In Budapest, Hungary, significant differences might be found in Ambrosia pollen concentrations on days with different weather types. Most of the anticyclonic situations are favourable for pollination, and all cyclonic situations are unfavourable. However, a part of the anticyclonic types were also unfavourable (Fehér and Járai-Komlódi 1996). Analysis of wind directions occurring the most often in Cracow showed Ambrosia pollen concentrations associated to wind blowing from easterly (E) and east-southeasterly (ESE) directions which indicated the long distance transport from the Czech Republic, Slovakia, Hungary and Ukraine. Wind from westerly (W) and west southwesterly (WSW) directions could have brought pollen from local sources in the western part of Poland (Stępalska et al. 2008). Kasprzyk (2008) noted high airborne Ambrosia pollen concentrations recorded on days when air mass advection came from east and south east, and from south and south-west. On days with polar maritime or arctic air masses, pollen concentrations were statistically significantly lower than on days with polar continental, polar maritime warm and polar maritime transformed air masses. The study performed in Sosnowiec, Poland on the threat of Ambrosia pollen at a regional scale showed a high negative correlation between frequency of air masses (polar maritime) from the west and the annual sum of pollen grains and maximum daily concentration (Chłopek et al. 2011). Hot and dry weather on the Pannonian Plain (PP) favours the release Ambrosia pollen during the flowering season. Adequate synoptic situations are required for air masses bearing pollen to move northward causing LDT from the PP to Poland and further into Scandinavia (Šikoparija et al. 2013).

Conclusions

  1. 1.

    The Artemisia pollen seasons most often start in the second half of July at all the sites, while Ambrosia pollen seasons starts are much more variable.

     
  2. 2.

    Season start dates and dates of maximum concentration for Artemisia and Ambrosia show the lowestcoefficient of variability.

     
  3. 3.

    Pollen seasons of both taxa could overlap at all the sites although not every year. In Lublin and Rzeszów (100 % each site), and in Łódź (90 %) the co-occurrence of both taxa pollen seasons is the highest, while in Szczecin (62 %), Poznań (60 %), and Wroclaw (55 %) is the lowest.

     
  4. 4.

    In south-eastern Poland (Sosnowiec, Rzeszów, Lublin) high Ambrosia pollen concentrations during the Artemisia pollen season appear more often than in other study sites. It is, on the average, 3–5 days in a year.

     
  5. 5.

    High Artemisia pollen concentrations occur when polar continental (PPk) air masses inflow into Poland from the east or when polar maritime transformed (PPms) air masses come from the west.

     
  6. 6.

    In case of Ambrosia, days with high pollen concentrations occurred most often when sites under question were affected by low pressure and cyclonic advection from south or south-west directions (Szczecin, Poznań, Rzeszów, Lublin) or high pollen concentrations were associated mainly with air advection from south and south-west directions or east and south-east directions irrespective of cyclonic or anticyclonic situation (Wrocław, Łódź, Sosnowiec, Kraków).

     
  7. 7.

    Co-occurrence of pollen seasons of both taxa depends on the type of atmospheric circulation.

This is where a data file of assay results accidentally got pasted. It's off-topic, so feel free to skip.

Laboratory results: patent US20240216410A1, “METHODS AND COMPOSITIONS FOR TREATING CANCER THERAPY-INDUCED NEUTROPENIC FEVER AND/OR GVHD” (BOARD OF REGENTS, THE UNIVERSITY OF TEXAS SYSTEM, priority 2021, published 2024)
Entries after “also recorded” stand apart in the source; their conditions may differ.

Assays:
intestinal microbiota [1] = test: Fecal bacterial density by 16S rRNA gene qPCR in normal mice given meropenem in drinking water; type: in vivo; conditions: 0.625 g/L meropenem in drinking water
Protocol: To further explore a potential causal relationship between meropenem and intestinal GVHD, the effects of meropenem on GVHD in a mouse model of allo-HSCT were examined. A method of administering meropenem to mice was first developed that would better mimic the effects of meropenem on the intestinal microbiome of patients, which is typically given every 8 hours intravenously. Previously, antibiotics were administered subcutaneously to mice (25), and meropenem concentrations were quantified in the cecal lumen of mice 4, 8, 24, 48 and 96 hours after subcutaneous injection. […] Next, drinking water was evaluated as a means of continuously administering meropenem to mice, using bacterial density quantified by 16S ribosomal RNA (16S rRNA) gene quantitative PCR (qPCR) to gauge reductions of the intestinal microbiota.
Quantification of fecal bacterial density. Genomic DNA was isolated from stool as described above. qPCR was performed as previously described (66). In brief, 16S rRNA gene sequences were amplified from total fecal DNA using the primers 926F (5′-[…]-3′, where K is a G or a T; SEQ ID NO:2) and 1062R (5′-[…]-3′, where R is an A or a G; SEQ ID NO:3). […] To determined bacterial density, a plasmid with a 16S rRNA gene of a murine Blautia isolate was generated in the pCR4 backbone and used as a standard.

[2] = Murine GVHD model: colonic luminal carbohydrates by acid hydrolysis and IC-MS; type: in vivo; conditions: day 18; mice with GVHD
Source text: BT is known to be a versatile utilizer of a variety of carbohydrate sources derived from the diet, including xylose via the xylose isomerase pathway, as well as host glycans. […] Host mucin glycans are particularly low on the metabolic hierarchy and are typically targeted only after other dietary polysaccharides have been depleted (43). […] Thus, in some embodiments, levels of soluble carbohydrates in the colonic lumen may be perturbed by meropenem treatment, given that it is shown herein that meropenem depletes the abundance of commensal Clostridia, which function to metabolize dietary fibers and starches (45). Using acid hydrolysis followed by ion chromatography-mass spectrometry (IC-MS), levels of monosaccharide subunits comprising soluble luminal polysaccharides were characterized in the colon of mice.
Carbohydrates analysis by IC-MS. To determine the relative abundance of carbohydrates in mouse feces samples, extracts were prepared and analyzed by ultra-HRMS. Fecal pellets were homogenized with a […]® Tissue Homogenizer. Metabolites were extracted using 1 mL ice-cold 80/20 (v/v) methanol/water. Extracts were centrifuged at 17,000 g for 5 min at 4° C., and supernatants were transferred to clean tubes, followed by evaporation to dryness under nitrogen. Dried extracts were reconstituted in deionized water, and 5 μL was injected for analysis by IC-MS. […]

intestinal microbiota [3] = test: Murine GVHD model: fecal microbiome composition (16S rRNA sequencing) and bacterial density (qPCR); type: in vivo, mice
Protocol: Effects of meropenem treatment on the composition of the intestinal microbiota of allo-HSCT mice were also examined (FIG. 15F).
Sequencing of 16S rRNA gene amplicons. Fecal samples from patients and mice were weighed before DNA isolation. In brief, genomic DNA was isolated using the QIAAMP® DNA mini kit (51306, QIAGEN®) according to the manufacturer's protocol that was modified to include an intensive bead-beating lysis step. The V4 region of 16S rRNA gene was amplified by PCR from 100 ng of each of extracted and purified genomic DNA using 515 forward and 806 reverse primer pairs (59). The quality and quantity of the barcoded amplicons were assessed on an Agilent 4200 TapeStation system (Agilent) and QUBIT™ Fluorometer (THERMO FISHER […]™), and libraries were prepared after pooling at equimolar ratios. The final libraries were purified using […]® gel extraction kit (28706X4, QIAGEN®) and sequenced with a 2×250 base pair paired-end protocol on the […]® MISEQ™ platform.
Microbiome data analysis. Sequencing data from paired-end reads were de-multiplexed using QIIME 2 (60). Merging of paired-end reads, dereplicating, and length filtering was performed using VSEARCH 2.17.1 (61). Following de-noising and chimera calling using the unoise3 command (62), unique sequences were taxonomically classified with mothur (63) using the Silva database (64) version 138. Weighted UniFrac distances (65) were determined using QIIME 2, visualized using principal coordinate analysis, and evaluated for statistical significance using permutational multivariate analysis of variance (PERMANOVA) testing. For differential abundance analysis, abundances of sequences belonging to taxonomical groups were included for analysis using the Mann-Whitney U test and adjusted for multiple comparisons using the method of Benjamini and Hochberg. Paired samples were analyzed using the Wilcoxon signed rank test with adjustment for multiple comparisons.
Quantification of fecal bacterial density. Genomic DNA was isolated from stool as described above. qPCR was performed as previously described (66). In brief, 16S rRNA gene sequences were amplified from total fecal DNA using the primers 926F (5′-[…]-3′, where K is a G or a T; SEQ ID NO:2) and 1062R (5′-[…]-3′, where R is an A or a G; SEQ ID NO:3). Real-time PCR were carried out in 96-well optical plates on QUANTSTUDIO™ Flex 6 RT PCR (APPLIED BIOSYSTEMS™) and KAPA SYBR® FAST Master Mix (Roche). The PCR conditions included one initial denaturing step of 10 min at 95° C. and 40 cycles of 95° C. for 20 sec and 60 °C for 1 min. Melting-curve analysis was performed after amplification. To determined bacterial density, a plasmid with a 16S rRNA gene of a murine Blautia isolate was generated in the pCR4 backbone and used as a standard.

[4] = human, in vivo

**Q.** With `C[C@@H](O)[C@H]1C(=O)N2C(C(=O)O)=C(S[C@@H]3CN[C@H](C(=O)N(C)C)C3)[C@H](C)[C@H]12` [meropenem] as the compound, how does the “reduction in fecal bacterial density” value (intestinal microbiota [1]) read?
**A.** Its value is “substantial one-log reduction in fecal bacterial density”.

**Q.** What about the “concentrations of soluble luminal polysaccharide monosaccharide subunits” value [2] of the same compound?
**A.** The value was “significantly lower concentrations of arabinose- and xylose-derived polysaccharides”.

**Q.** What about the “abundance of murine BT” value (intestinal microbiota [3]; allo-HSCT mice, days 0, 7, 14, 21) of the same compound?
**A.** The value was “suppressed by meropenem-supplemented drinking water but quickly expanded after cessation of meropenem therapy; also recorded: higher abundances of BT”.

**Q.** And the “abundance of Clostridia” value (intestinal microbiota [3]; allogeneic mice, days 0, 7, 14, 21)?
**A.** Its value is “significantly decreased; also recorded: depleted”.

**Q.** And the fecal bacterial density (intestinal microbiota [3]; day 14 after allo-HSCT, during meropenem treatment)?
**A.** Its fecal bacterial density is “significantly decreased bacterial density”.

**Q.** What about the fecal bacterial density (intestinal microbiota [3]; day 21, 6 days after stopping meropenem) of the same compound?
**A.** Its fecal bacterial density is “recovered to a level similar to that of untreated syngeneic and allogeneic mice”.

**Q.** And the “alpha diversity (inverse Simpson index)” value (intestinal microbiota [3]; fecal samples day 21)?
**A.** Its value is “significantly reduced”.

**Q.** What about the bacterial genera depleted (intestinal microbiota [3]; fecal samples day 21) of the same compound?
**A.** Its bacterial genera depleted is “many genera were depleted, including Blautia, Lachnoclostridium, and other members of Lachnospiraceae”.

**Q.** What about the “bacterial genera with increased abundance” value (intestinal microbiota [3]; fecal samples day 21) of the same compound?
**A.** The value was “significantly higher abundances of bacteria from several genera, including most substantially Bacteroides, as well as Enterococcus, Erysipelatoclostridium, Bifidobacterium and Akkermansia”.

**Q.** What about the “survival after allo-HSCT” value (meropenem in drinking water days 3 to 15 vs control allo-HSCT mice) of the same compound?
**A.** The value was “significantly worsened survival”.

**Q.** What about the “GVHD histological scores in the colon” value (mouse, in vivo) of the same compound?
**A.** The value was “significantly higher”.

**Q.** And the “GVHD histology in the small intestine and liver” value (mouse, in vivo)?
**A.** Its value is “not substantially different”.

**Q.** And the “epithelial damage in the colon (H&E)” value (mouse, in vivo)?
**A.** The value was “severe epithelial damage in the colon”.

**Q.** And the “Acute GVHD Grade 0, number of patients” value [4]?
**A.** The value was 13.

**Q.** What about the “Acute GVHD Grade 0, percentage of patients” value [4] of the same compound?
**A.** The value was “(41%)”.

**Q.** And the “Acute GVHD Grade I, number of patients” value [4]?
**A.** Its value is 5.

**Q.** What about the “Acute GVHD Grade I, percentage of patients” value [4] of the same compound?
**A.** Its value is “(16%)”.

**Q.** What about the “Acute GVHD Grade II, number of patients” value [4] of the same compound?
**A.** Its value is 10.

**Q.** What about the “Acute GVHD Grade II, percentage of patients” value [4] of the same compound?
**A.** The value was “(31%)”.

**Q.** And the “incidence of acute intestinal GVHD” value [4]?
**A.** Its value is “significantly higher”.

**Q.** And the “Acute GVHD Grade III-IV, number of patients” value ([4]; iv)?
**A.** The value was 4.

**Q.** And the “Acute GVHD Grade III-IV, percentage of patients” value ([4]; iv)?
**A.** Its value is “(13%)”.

Notes

Acknowledgments

The results presented here address some aspects described in the COST Action Smarter, especially in the Work Group 4 related to the Asteraceae family (Artemisia, Ambrosia) which intensify human health risk.

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Open Access This article is distributed under the terms of the Creative Commons Attribution 4.0 International License (http://creativecommons.org/licenses/by/4.0/), which permits unrestricted use, distribution, and reproduction in any medium, provided you give appropriate credit to the original author(s) and the source, provide a link to the Creative Commons license, and indicate if changes were made.

Authors and Affiliations

  • Danuta Stępalska
    • 1
  • Dorota Myszkowska
    • 2
  • Leśkiewicz Katarzyna
    • 3
  • Piotrowicz Katarzyna
    • 4
  • Borycka Katarzyna
    • 5
  • Chłopek Kazimiera
    • 6
  • Grewling Łukasz
    • 7
  • Kasprzyk Idalia
    • 5
  • Majkowska-Wojciechowska Barbara
    • 8
  • Malkiewicz Małgorzata
    • 9
  • Nowak Małgorzata
    • 7
    • 10
  • Piotrowska-Weryszko Krystyna
    • 11
  • Puc Małgorzata
    • 12
  • Weryszko-Chmielewska Elżbieta
    • 13
  1. 1.Institute of BotanyJagiellonian UniversityKrakówPoland
  2. 2.Department of Clinical and Environmental AllergologyJagiellonian University Medical CollegeKrakówPoland
  3. 3.Institute of Information and Library Science of the Jagiellonian UniversityKrakówPoland
  4. 4.Institute of Geography and Spatial ManagementJagiellonian UniversityKrakówPoland
  5. 5.Department of Environmental BiologyUniversity of RzeszówRzeszówPoland
  6. 6.Faculty of Earth SciencesUniversity of SilesiaSosnowiecPoland
  7. 7.Laboratory of Aeropalynology, Faculty of BiologyAdam Mickiewicz UniversityPoznańPoland
  8. 8.Department of Immunology, Rheumatology and AllergyMedical University of ŁódźŁódźPoland
  9. 9.Laboratory of Paleobotany, Department of Stratigraphical GeologyUniversity of WroclawWrocławPoland
  10. 10.Department of DermatologyUniversity of Medical SciencesPoznańPoland
  11. 11.Department of General EcologyUniversity of Life Sciences in LublinLublinPoland
  12. 12.Department of Botany and Nature ConservationUniversity of SzczecinSzczecinPoland
  13. 13.Department of BotanyUniversity of Life Sciences in LublinLublinPoland